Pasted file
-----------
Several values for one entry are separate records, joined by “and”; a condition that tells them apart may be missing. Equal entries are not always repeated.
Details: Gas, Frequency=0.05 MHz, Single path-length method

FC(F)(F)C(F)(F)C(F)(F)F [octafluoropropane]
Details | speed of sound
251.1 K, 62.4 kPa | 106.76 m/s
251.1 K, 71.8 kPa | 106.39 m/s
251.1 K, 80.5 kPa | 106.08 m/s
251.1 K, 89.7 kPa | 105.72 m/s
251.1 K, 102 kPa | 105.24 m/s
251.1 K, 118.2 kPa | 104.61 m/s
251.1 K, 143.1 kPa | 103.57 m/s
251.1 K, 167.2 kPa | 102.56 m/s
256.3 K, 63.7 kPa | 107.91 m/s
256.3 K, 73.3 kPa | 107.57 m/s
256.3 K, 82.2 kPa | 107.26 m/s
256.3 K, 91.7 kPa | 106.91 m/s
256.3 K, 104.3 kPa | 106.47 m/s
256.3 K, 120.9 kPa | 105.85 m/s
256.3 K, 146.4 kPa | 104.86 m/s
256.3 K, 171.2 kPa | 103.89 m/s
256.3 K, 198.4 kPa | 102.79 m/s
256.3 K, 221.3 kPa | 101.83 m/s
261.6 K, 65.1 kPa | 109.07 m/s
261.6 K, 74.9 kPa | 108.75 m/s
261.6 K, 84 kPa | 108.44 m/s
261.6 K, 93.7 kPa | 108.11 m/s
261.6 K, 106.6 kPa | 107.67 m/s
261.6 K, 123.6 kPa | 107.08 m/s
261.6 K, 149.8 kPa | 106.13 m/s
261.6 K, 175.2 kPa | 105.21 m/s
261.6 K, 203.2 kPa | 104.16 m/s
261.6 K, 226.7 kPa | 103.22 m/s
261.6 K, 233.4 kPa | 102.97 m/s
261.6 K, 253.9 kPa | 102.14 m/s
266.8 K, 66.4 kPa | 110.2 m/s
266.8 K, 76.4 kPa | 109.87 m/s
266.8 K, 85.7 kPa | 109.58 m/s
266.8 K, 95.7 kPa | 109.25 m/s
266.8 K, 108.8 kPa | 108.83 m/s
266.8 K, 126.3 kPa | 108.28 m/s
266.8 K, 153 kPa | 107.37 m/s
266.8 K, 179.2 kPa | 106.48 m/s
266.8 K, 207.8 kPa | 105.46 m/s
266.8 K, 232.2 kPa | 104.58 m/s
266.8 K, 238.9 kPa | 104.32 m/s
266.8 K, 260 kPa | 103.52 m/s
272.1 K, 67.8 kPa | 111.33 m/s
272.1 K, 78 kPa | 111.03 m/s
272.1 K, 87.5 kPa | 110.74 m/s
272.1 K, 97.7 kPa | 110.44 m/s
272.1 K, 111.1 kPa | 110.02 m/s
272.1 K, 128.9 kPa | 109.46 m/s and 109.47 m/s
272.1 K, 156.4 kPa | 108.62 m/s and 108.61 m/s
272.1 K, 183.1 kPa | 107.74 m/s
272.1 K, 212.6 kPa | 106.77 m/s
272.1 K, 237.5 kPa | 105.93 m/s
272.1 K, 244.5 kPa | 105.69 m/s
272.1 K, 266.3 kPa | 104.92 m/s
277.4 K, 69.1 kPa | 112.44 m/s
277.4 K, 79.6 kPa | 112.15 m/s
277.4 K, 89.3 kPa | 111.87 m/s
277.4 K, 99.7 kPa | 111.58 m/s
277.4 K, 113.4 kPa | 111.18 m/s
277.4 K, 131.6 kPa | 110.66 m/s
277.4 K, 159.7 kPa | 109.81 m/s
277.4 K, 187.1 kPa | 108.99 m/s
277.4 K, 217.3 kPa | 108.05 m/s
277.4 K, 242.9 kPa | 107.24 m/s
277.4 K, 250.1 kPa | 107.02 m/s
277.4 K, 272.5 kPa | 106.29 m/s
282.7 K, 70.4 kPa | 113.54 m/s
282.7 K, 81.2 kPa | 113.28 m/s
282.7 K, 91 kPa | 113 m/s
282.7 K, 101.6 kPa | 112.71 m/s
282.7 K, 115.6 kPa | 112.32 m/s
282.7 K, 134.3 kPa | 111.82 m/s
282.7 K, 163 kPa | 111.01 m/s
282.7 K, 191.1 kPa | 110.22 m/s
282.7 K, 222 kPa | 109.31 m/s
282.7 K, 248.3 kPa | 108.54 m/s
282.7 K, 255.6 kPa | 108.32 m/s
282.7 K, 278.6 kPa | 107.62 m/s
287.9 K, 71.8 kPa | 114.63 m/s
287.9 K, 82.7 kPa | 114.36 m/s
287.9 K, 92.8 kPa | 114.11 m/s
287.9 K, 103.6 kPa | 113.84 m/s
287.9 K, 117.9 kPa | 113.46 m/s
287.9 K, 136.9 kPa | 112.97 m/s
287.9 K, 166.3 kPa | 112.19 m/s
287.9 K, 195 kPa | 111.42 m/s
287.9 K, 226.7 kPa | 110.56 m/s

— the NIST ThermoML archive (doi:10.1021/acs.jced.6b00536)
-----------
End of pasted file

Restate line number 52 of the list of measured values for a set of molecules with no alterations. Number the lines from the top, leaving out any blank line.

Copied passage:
272.1 K, 128.9 kPa | 109.46 m/s and 109.47 m/s